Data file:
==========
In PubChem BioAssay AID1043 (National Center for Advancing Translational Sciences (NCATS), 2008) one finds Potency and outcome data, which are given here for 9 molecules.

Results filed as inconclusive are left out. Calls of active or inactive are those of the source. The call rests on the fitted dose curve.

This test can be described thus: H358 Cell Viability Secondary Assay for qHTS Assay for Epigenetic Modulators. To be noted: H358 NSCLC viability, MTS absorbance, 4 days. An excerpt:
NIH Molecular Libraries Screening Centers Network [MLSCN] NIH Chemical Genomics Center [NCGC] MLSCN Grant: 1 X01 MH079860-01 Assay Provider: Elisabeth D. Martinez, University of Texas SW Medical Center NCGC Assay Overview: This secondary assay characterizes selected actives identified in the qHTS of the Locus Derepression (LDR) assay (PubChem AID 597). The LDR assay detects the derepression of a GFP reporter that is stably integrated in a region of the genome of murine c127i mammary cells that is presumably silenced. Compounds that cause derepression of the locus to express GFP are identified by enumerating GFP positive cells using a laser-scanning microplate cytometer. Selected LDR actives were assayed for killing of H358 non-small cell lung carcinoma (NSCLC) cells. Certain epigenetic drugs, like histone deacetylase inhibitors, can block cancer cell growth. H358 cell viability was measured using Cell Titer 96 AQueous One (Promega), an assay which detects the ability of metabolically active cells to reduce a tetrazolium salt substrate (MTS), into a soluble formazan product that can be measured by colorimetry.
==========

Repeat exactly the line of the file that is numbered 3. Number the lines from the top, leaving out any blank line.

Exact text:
This test can be described thus: H358 Cell Viability Secondary Assay for qHTS Assay for Epigenetic Modulators. To be noted: H358 NSCLC viability, MTS absorbance, 4 days. An excerpt: